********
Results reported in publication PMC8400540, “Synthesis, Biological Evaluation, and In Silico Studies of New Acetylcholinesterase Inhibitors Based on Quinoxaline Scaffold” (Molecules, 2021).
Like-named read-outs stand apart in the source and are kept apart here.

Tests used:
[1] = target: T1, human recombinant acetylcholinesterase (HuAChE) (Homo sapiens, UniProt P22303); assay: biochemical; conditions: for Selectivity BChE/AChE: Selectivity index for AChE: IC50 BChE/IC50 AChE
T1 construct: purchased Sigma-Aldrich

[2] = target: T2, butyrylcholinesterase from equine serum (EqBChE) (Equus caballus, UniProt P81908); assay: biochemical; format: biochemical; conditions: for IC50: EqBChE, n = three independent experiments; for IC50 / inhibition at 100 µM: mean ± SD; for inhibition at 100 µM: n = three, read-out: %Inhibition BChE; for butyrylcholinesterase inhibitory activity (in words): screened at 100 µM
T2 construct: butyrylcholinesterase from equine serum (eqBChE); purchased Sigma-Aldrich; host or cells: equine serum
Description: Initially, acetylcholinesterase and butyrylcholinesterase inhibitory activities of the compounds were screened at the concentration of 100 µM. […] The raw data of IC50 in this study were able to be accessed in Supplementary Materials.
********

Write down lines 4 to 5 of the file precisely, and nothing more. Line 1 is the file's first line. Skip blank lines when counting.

[1] = target: T1, human recombinant acetylcholinesterase (HuAChE) (Homo sapiens, UniProt P22303); assay: biochemical; conditions: for Selectivity BChE/AChE: Selectivity index for AChE: IC50 BChE/IC50 AChE
T1 construct: purchased Sigma-Aldrich